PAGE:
Who was Jeffrey Van Grack? Perhaps a better question is, who wasn't he? Devoted family man, volunteer football coach, Bethesda lawyer, and friend come to mind. Here's a look back at what I remember about my special team's football coach.
Known for his exciting yell, hilarious humor, caring nature, and bizarre special teams celebrations, Van Grack (JVG) makes it's difficult to pinpoint any one thing I'll remember him for. One day he'd be mispronouncing some player's name (which cracked us up to no end) and the next he'd be mentoring us on how to live a moral life.
At the end of the practice of each season, all the coaches and players would imitate each other. I always imitated JVG, such as how whenever we scored he would yell at the top of his lungs, "Hey! Guys! Listen! We can not let them back in the game!" In his mind, I did a great job. "Congratulations, Scully, well done." "Thanks, Coach, and remember, it's Sully."
Van Grack and I were joking once about how he's already a grandfather yet he's just one year older than my father, who believe me, is nowhere close to being a grandfather. But afterward, I told him seriously how I thought he was like a second father to me. And it's not that anyone could ever replace my father, it's that the things you look for in a father -- love, compassion, care, nurturing, approachable, influential -- were also found in Coach Van Grack.
One of my favorite memories I had with JVG was after a game we won 35-0. I had recovered a fumble on a kickoff. I told him in the locker room, "That fumble recovery was for you, Coach." We embraced in excitement and he congratulated me. A few weeks later, we had a fundraiser at Wing Hub. At the end of our chicken wing-filled feast, I told him I was going to give him everything I got to get us a win tomorrow. If we won the game, we were in the playoffs for the first time in 16 years. In typical Van Grack fashion, he boosted up my confidence and said, "I know you will, Sully." For the record, we won the game 28-14.
It became clear as time went by that Van Grack was not the coach you'd go to if you wanted to know how to read a 3-4 defense, or utilize the triple option effectively, or find out which audibles meant what. But he was the guy to go to if you felt lost in life. He stressed how there are many different kinds of leaders. I was never a very vocal leader for various reasons but he assured me that I could lead by example and just do my job right so the younger players could follow. And of course, if you had a special teams question, JVG was dying to answer it.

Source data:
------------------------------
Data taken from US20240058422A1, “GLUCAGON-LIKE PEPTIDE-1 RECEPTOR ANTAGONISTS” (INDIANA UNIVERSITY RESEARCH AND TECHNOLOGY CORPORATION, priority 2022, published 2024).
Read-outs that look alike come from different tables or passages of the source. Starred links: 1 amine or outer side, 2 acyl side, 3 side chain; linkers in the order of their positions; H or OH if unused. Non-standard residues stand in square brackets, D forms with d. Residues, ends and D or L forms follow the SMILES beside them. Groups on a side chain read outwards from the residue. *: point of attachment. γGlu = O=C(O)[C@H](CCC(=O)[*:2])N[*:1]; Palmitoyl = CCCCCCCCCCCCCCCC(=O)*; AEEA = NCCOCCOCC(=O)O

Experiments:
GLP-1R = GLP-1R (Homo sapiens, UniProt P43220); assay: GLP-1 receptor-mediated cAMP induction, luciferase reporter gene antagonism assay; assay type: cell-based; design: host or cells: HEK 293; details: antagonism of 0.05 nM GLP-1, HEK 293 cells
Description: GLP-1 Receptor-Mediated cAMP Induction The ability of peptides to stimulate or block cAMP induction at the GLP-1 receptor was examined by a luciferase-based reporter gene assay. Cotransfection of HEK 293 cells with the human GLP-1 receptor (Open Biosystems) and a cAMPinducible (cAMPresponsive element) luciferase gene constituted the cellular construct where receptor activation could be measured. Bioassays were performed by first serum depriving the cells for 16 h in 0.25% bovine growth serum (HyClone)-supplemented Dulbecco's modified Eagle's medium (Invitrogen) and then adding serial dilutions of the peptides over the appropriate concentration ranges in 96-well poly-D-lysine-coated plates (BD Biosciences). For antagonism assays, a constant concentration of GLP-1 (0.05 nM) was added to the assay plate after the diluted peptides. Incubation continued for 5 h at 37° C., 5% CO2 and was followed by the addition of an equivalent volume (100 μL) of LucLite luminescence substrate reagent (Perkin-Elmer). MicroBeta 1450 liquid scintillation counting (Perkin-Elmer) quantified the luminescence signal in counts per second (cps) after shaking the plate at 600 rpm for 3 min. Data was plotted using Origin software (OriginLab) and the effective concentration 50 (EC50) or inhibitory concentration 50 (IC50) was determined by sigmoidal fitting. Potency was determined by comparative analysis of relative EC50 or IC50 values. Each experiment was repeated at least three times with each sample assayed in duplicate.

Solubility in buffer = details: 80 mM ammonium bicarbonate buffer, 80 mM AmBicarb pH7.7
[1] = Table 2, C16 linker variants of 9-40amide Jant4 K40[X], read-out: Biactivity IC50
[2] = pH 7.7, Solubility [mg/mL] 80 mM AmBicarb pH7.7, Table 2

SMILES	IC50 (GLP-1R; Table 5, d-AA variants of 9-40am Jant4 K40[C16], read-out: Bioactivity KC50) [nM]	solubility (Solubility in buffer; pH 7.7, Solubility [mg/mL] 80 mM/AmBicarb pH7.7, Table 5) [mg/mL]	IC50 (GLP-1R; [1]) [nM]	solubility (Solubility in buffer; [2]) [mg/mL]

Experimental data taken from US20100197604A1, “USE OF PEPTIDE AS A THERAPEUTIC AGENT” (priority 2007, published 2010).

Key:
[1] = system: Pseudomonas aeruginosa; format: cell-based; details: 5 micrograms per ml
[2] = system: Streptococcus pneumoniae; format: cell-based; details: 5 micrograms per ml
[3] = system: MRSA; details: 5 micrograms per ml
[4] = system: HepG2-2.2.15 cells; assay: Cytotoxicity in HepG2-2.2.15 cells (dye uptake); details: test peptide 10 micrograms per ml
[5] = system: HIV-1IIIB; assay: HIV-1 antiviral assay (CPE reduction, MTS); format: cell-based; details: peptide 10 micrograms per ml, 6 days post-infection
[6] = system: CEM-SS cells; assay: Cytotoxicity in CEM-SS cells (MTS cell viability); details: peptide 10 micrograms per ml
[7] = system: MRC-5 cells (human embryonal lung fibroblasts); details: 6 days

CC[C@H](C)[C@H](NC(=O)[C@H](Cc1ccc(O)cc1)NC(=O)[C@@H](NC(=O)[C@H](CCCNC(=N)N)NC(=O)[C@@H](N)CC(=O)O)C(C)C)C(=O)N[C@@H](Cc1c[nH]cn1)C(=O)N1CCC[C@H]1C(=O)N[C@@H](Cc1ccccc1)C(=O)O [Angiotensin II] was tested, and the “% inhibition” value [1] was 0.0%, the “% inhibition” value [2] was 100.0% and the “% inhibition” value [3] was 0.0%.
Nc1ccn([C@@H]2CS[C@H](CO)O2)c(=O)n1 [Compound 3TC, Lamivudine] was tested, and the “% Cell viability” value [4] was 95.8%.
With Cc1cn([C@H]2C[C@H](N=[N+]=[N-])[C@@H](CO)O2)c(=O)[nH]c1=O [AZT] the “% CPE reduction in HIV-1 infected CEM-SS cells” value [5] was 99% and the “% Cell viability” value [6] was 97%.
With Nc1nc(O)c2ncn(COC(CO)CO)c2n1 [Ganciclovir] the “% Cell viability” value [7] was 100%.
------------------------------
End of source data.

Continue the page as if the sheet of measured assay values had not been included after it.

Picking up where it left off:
The players and coaches knew how much his grandson, Henry, meant to him. We had a kick return blocking assignment called "Henry" and whenever he called "Henry", he was thinking about his grandson. I sure hope we made JVG proud. He always said that the players kept him young and interested in coming back.
Van Grack acknowledged the violence in football. Though he was never one to yell at a player for not playing hurt, his comforting coaching style went beyond the field of play. He really didn't value winning and losing that much. Instead, what Van Grack emphasized during his beneficial leadership classes taught in the off-seasons was the simplicity of this: Life is nothing more than a series of choices. We all make good and bad choices. And what better thing to choose to be than a loving son, a loving friend, and a loving husband someday. These talks carried no ego and greatly spoke to me.
On August 10, 2014, I received some of the worst news of my life: Coach Van Grack has passed away from bladder cancer. I was unaware of his cancer but I've been told he fought a long battle. Right after I found out, my mother came into the room. Feeling woozy and uneven I uttered, "Mama...Coach Van Grack died." My mother immediately sensed the sadness in me and I full out cried as she hugged me. It was a rare moment for me where emotions took over as I uncontrollably had tears streaking down my face.
I wish I could give you a Hollywood ending and tell you the last thing Coach Van Grack said to me, but I honestly can't remember. I do remember our last conversation. It took place in his car as he was driving me home from the last Barons game of the season. It revolved around the Washington Redskins name debate and the future of Bethesda-Chevy Chase football. Our final goodbye was heartfelt as any goodbye with your coach or fatherly figure would be, and we wished each other well. He always had so much faith and confidence in his players.
On the night of August 27, 2014, the night before my first day was too real to me.
Then, as we were slowly walking around the locker room, I told him how much I loved playing for him, how much I thought he was a great coach, and how much I missed him. I told him these thoughts because I didn't get the chance to really say them in real life. Aware that I may never have a dream like this again, I asked him, "You know all that, right?" And he looked at me and said, "I know, Sully, I know" as his eyes watered up. Coach Van Grack put his arm around me and told me, "It's okay. It will be okay."
The impact a coach can have on a child, even professional athlete, is amazing. It's been over two years now since I last saw my coach and for a long time, not a day went by where I didn't think about Van Grack. I think about him only from time to time now because I know he wouldn't want me to dwell on the past for too long, something I've been guilty of at times. The Bethesda-Chevy Chase community misses him dearly, but we will always remember the smiles, laughter, lessons, and love that Jeffrey Van Grack brought into our lives.